Please use this identifier to cite or link to this item: http://hdl.handle.net/2122/3069
AuthorsSperanza, F.* 
Parisi, G.* 
TitleHigh-resolution magnetic stratigraphy at Bosso Stirpeto (Marche, Italy): Anomalous geomagnetic field behaviour during early Pliensbachian (early Jurassic) times?
Issue DateJan-2007
Series/Report no./ 256 (2007)
DOI10.1016/j.epsl.2007.01.006
URIhttp://hdl.handle.net/2122/3069
Keywordsmagnetostratigraphy
Pliensbachian
Carixian
Corniola formation
geomagnetic field
Bosso valley
Subject Classification04. Solid Earth::04.05. Geomagnetism::04.05.06. Paleomagnetism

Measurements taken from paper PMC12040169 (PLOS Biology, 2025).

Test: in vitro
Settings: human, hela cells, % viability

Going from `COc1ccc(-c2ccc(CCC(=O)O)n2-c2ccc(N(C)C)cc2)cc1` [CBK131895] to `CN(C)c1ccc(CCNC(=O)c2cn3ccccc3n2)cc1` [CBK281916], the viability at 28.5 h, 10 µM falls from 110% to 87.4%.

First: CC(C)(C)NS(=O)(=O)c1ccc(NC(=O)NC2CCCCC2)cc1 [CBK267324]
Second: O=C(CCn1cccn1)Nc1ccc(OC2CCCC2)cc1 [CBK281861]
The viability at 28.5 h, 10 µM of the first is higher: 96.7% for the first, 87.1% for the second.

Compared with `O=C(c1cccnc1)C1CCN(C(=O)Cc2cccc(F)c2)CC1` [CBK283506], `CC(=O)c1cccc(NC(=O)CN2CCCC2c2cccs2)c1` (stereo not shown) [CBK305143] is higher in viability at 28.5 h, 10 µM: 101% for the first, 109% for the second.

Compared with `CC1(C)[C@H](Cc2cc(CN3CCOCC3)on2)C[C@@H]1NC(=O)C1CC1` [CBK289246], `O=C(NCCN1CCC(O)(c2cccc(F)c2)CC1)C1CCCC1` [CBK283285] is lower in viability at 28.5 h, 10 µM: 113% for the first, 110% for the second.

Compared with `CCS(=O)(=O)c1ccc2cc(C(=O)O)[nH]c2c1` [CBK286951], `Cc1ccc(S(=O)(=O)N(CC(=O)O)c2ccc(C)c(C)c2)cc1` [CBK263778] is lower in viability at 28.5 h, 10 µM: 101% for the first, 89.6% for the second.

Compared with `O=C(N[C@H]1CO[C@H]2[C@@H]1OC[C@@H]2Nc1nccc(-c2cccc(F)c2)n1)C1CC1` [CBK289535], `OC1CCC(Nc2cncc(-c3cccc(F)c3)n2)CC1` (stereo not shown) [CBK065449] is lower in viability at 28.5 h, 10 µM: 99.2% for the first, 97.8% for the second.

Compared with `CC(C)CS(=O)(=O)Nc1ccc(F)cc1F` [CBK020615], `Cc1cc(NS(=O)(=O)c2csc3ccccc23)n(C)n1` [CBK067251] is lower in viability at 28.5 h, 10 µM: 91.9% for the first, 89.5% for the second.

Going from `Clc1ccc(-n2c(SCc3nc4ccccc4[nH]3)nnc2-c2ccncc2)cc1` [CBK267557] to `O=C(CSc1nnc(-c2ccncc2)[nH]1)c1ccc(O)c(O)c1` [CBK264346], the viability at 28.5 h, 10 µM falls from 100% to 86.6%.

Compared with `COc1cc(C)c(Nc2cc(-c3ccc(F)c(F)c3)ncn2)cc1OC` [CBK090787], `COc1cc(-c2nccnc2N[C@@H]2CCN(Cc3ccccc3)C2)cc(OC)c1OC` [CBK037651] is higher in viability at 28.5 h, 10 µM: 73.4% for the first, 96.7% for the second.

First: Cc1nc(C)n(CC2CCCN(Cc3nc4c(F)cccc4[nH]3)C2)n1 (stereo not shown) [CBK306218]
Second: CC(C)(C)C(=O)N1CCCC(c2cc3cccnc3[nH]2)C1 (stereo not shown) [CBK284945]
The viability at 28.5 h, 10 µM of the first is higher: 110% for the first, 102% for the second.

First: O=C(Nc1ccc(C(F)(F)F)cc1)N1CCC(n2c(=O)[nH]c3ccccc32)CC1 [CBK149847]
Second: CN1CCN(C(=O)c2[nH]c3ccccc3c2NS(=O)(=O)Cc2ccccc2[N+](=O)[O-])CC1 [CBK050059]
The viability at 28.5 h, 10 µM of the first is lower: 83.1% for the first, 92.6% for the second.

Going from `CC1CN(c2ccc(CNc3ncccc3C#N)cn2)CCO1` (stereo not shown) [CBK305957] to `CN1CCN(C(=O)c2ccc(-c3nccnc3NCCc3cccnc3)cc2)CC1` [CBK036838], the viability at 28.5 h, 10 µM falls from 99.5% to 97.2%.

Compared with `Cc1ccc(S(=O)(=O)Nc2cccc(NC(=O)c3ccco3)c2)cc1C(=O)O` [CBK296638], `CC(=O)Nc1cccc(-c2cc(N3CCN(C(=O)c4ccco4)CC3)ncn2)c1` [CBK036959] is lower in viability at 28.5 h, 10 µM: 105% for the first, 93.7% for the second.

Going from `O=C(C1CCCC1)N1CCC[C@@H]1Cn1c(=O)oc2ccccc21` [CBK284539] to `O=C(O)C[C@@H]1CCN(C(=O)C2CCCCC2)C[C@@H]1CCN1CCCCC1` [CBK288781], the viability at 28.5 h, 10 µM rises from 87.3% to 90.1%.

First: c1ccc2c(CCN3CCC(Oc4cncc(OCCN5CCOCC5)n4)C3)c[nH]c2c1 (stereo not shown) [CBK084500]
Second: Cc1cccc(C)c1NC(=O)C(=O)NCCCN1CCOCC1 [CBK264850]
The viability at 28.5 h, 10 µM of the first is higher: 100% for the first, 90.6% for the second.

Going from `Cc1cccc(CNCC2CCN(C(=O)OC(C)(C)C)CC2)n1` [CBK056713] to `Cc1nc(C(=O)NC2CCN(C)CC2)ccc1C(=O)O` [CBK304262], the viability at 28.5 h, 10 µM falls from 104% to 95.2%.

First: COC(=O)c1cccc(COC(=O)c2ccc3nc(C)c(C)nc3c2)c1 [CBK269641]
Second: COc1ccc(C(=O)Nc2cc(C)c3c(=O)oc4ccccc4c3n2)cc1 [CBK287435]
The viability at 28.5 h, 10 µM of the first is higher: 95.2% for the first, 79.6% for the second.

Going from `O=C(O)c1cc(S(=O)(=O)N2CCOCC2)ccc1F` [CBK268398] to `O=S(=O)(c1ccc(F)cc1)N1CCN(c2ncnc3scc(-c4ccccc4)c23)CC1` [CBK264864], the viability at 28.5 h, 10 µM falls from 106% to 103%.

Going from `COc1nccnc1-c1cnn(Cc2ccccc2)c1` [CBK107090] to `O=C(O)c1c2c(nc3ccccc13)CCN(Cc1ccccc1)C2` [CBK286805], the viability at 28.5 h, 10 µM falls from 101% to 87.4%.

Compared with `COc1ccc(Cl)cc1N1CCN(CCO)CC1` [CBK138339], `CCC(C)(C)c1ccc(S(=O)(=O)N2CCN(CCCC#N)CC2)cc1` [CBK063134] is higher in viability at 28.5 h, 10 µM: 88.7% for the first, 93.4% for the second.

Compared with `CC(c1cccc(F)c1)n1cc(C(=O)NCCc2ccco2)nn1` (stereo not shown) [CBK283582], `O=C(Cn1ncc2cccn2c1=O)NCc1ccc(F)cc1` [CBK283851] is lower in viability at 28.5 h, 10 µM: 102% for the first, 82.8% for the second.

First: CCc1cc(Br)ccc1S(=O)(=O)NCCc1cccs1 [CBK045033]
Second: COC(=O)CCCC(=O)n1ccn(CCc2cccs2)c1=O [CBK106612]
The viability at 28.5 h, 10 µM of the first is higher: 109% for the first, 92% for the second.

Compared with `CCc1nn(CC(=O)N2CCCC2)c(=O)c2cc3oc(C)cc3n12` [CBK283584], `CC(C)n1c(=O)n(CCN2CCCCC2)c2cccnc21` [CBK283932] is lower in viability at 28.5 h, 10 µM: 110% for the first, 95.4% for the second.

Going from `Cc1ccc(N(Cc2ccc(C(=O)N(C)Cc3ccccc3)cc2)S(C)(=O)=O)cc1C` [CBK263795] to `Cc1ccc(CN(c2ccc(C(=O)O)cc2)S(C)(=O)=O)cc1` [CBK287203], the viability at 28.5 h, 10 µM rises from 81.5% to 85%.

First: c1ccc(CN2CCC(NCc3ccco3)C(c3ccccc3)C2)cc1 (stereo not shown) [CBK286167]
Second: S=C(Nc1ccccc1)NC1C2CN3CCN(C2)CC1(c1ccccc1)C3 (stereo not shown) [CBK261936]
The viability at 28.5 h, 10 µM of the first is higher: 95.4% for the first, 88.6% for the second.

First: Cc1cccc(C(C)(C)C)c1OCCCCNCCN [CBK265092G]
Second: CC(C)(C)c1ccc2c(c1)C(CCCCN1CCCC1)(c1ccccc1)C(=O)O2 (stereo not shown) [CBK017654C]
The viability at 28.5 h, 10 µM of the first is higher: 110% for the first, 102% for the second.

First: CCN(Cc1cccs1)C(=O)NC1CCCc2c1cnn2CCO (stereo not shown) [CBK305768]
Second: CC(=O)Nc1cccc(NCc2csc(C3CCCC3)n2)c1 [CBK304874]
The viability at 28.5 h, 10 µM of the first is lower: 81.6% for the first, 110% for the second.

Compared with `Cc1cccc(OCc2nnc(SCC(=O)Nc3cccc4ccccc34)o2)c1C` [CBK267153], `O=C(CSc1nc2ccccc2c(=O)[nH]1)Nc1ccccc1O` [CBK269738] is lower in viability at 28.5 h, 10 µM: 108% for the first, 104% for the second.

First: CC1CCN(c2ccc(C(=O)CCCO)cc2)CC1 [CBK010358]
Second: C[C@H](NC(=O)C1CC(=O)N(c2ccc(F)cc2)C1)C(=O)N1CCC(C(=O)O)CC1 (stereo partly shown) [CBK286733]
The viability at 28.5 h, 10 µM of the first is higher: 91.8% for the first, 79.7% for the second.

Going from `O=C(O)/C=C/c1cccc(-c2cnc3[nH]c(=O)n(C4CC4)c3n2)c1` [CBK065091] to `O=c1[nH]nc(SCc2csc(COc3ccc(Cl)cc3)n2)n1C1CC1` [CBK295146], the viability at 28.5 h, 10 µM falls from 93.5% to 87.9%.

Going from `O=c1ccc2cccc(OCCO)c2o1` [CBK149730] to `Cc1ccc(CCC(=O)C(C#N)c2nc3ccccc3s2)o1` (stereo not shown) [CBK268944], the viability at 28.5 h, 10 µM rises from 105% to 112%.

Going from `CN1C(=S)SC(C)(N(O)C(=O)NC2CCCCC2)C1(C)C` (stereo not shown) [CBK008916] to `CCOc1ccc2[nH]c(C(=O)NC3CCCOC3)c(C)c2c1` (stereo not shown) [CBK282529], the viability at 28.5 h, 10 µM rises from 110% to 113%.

AbstractWe report on a high-resolution magnetostratigraphic analysis of a continuous 97.5 m thick upper Sinemurian–Pliensbachian pelagic limestone section (“Corniola” formation) exposed at Bosso Stirpeto (Marche, Italy), where detailed ammonite and calcareous nannofossil biozonation is available. The early Pliensbachian (Carixian) is notably expanded (74.35 m excluding few slumps), implying an average sedimentation rate of 28.6 m/Myr. Both the Carixian boundaries and three additional intra-Carixian ammonite zone boundaries are tied up with polarity magnetozones. We find that a normal polarity characterizes the latest Sinemurian and Sinemurian/Carixian boundary, while a reverse polarity (punctuated by three short normal polarity magnetozones) dominates the Carixian. In the lower Carixian sediments, two 3.39–4.65 m thick (excluding the slumps) intervals are characterized by persistent transitional (between 45°N and 45°S) virtual geomagnetic pole (VGP) latitudes, but this seems not to be the result of mineral magnetic artefacts, antipodal polarity averaging, or sedimentary layer disturbance. Thus we suggest that in two ∼120 and 160 kyr-long time intervals during the early Carixian, the VGPs were predominantly confined at tropical–equatorial latitudes of the Earth. Such geomagnetic feature has never been documented before elsewhere in other time intervals, and requires further paleomagnetic investigation of other expanded Carixian section to be confirmed. The magnetic polarity profile (including the transitional direction intervals) of Bosso Stirpeto may compare with that from similarly expanded Carixian sections (Breggia, Switzerland), and cores (Montcornet, Paris basin). However, the matching of magnetic polarity zones requires a significant aging of some parts of the magnetostratigraphic profile at both Breggia and Montcornet.
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